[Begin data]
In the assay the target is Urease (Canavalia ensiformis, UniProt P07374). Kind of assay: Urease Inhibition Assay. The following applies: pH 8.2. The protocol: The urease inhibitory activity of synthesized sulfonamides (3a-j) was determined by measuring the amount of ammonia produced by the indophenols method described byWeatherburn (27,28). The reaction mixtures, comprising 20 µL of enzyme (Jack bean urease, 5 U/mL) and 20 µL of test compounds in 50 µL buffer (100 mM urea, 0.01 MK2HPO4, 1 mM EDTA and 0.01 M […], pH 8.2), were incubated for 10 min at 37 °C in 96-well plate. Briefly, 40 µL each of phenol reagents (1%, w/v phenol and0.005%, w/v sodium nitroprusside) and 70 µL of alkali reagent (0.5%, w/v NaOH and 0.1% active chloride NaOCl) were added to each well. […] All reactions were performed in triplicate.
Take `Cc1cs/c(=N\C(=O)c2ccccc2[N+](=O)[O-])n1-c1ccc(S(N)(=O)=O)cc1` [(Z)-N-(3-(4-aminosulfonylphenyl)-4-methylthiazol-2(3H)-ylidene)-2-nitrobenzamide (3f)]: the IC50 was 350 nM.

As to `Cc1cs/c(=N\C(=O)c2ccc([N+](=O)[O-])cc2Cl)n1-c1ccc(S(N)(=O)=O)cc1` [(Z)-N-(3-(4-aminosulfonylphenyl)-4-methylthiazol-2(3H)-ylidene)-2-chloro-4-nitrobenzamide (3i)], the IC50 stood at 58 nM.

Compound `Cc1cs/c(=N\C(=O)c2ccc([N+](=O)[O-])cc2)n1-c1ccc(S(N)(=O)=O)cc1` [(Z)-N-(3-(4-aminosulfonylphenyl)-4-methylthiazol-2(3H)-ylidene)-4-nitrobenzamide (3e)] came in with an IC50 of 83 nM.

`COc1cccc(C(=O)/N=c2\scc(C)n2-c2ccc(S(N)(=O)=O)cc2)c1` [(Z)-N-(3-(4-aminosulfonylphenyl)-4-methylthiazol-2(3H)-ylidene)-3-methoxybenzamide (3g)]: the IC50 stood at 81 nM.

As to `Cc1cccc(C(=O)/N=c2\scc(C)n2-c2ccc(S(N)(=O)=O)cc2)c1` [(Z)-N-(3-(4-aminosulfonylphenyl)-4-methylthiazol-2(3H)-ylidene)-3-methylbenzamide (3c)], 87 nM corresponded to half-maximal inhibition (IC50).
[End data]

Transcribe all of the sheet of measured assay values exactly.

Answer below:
In the assay the target is Urease (Canavalia ensiformis, UniProt P07374). Kind of assay: Urease Inhibition Assay. The following applies: pH 8.2. The protocol: The urease inhibitory activity of synthesized sulfonamides (3a-j) was determined by measuring the amount of ammonia produced by the indophenols method described byWeatherburn (27,28). The reaction mixtures, comprising 20 µL of enzyme (Jack bean urease, 5 U/mL) and 20 µL of test compounds in 50 µL buffer (100 mM urea, 0.01 MK2HPO4, 1 mM EDTA and 0.01 M […], pH 8.2), were incubated for 10 min at 37 °C in 96-well plate. Briefly, 40 µL each of phenol reagents (1%, w/v phenol and0.005%, w/v sodium nitroprusside) and 70 µL of alkali reagent (0.5%, w/v NaOH and 0.1% active chloride NaOCl) were added to each well. […] All reactions were performed in triplicate.
Take `Cc1cs/c(=N\C(=O)c2ccccc2[N+](=O)[O-])n1-c1ccc(S(N)(=O)=O)cc1` [(Z)-N-(3-(4-aminosulfonylphenyl)-4-methylthiazol-2(3H)-ylidene)-2-nitrobenzamide (3f)]: the IC50 was 350 nM.

As to `Cc1cs/c(=N\C(=O)c2ccc([N+](=O)[O-])cc2Cl)n1-c1ccc(S(N)(=O)=O)cc1` [(Z)-N-(3-(4-aminosulfonylphenyl)-4-methylthiazol-2(3H)-ylidene)-2-chloro-4-nitrobenzamide (3i)], the IC50 stood at 58 nM.

Compound `Cc1cs/c(=N\C(=O)c2ccc([N+](=O)[O-])cc2)n1-c1ccc(S(N)(=O)=O)cc1` [(Z)-N-(3-(4-aminosulfonylphenyl)-4-methylthiazol-2(3H)-ylidene)-4-nitrobenzamide (3e)] came in with an IC50 of 83 nM.

`COc1cccc(C(=O)/N=c2\scc(C)n2-c2ccc(S(N)(=O)=O)cc2)c1` [(Z)-N-(3-(4-aminosulfonylphenyl)-4-methylthiazol-2(3H)-ylidene)-3-methoxybenzamide (3g)]: the IC50 stood at 81 nM.

As to `Cc1cccc(C(=O)/N=c2\scc(C)n2-c2ccc(S(N)(=O)=O)cc2)c1` [(Z)-N-(3-(4-aminosulfonylphenyl)-4-methylthiazol-2(3H)-ylidene)-3-methylbenzamide (3c)], 87 nM corresponded to half-maximal inhibition (IC50).